Dr. Wine: Brawny, juicy Austrian red wines

By Bill St. John, Special to The Denver Post
Posted:   09/05/2012 12:01:00 AM MDT


Zweigelt (pronounced tsvy-gelt) is Austria's “zinfandel. (Provided by Austrian Wine Marketing Board)This just in: Austria is not Germany. However, because Austrians make both dry and sweet wines, from grapes such as riesling and pinot noir, and bedeck their bottles with labels wholly Teutonic — precisely like Germans — many folk assume that Austrian wine is either a lot like or just like German wine. The impression began because Austria is the Johann-come-lately to our wine scene, while Germany has had its elbows on the bar for a long time. Nonetheless, though they share both a border and a brotherly love of riesling, German and Austrian wines are worlds apart. Austria's drier whites are fuller, richer, headier and bolder in flavor than Germany's lighter, leaner and more elegant whites. Austria's wines are always dry, save for the wee percent that it purposively produces sweet. And because red wine represents a full third of its total output, Austria makes far more red wine, proportionately, than Germany. And when it sees red, Austria completely differs from Germany. Its red wines, besides being produced from grapes little-grown in Germany, are far fatter, brawnier and juicier than Germany's generally light, elegant, but sometimes ephemeral reds. Austria's is some of the world's great red wine value — unsung, underappreciated, unbelievably delicious. Austria's several winemaking regions form a crescent that embraces Vienna, in a reversed lazy C, in the country's extreme eastern quarter. (Vienna itself is the only major world city to be its own viticultural area.) While Austria is gaining a solid international reputation for its white wine grapes (especially gruner veltliner), many red grapes grow alongside them. One of these red grapes, zweigelt (pronounced tsvy-gelt, rhymes with "high-gelt," hard "g"), is Austria's "zinfandel," that is, its homey red grape and the country's third most planted variety of wine grape. Let's tour Austria's three major red wine grapes and see what characteristics define them. St.-laurent: If you could cross, in your mouth and on your palate, both pinot noir and syrah, you'd have a good approximation of the aromas, flavors and texture of Austrian wine made from the grape st.-laurent. (St.-laurent also grows in the vineyards of Alsace and the Pfalz region of Germany; Matthew Rorick makes a delightful, lively version under his Forlorn Hope label from grapes grown in Carneros in California — America's only 100 percent st.-laurent.) Its thick skins give st.-laurent red wines good depth of color and they finish with a tangy, clipped zing, a nice foil for many a food. Another red wine that it resembles, especially in these facets at table, is Piedmont's barbera.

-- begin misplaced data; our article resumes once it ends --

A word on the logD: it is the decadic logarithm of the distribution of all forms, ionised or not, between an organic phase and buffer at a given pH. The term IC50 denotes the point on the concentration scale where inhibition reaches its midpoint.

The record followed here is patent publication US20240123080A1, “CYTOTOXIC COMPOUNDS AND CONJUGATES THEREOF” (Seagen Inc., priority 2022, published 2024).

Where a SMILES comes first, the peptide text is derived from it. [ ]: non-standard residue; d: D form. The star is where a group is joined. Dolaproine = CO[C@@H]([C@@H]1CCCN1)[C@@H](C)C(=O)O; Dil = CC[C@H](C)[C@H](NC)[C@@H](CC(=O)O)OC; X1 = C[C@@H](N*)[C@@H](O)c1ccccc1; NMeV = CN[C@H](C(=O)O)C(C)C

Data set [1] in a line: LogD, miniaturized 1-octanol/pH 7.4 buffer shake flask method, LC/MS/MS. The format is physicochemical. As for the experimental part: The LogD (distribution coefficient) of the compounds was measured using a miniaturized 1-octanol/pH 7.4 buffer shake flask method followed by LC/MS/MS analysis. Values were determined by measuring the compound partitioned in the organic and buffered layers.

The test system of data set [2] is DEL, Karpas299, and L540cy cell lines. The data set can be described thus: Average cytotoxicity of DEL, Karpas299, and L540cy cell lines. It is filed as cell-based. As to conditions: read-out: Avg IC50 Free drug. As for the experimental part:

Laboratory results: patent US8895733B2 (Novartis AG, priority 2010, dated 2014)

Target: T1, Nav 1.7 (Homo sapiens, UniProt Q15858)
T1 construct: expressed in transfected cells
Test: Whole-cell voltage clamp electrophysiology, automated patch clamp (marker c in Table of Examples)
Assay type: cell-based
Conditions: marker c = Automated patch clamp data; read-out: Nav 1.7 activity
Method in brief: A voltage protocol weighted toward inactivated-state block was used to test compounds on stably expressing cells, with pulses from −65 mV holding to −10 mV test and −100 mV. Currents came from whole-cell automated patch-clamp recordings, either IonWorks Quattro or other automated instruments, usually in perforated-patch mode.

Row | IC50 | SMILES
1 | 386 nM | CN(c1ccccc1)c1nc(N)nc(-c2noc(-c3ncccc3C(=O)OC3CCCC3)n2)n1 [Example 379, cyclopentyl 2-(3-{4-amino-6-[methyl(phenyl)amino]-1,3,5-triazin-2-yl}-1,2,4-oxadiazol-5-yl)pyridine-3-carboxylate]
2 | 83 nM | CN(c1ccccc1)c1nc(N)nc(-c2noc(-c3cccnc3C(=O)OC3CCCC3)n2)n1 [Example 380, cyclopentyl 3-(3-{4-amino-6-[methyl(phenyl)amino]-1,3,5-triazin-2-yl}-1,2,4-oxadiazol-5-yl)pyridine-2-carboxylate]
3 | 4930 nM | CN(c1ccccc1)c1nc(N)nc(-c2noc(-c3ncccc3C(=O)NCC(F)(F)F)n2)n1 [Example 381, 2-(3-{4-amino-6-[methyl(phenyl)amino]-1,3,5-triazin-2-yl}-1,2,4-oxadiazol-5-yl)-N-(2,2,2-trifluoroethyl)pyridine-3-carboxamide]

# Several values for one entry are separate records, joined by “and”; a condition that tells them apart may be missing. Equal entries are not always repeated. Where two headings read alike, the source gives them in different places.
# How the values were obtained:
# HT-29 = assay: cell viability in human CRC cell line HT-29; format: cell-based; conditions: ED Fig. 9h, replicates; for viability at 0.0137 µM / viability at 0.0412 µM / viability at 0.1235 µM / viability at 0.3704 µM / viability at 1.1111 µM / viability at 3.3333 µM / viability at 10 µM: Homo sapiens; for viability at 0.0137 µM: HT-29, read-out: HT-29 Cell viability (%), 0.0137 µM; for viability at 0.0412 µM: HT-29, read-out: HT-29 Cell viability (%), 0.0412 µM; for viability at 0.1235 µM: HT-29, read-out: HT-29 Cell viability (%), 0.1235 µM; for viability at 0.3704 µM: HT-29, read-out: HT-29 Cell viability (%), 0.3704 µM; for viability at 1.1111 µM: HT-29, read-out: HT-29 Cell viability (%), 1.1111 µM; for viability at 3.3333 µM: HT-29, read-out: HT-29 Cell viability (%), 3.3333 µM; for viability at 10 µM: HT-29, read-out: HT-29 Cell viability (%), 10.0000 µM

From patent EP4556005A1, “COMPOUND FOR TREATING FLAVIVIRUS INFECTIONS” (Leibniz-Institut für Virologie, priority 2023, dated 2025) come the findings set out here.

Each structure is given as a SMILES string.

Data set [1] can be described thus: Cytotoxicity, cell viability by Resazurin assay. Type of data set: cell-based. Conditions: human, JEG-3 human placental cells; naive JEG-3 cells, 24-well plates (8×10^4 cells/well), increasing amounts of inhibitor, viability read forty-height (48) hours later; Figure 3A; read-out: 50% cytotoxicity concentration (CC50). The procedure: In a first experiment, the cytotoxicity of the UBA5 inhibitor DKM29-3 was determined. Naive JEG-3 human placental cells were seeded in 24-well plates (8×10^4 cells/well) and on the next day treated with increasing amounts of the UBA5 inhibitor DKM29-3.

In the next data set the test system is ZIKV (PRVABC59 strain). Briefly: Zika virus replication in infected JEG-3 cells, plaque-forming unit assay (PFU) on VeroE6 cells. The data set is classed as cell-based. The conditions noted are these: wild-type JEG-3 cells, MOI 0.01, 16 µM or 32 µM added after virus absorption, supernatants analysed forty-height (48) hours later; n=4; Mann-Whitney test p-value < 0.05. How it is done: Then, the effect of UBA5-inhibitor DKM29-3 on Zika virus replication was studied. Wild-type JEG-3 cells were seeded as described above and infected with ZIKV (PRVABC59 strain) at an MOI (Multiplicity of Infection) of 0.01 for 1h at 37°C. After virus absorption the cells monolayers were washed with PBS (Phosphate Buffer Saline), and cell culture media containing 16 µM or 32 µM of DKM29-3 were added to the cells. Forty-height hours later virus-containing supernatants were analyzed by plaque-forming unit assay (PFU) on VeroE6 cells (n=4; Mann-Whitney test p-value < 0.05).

Zweigelt: If st.-laurent is barbera, then zweigelt is Piedmontese dolcetto — fruity, gulpable, soft and juicy, with a smooth, round-the-mouth texture, fragrant of spiced cherries and, sometimes delightfully, tasting of dried blueberry-studded dark chocolate. That's a lot for a single wine to carry, but zweigelt is extraordinarily popular in its homeland because of this range of sense experiences. It takes its name, Frankenstein-ily, from a Doktor Fritz Zweigelt who created it in 1922 from his crossing of st.-laurent and (the grape that follows below) blaufrankisch. Zweigelt is said to combine the "bite" of the first with the body and depth of the second.

Blaufrankisch: Both Germans and Americans also cultivate this grape and call it by the name limburger (or lemburger; neither has anything to do with the stinky cheese). In Austria (and, correlatively, much less so in Germany or Washington State), Blaufrankisch may make a noble wine: intense, brooding, with great life in its youth and promising potential for aging in bottle. (You could call it, to finish our analogy to Piedmont's wines, Austria's "nebbiolo.") It takes well both to wood and to blending and is often found in the company of both.

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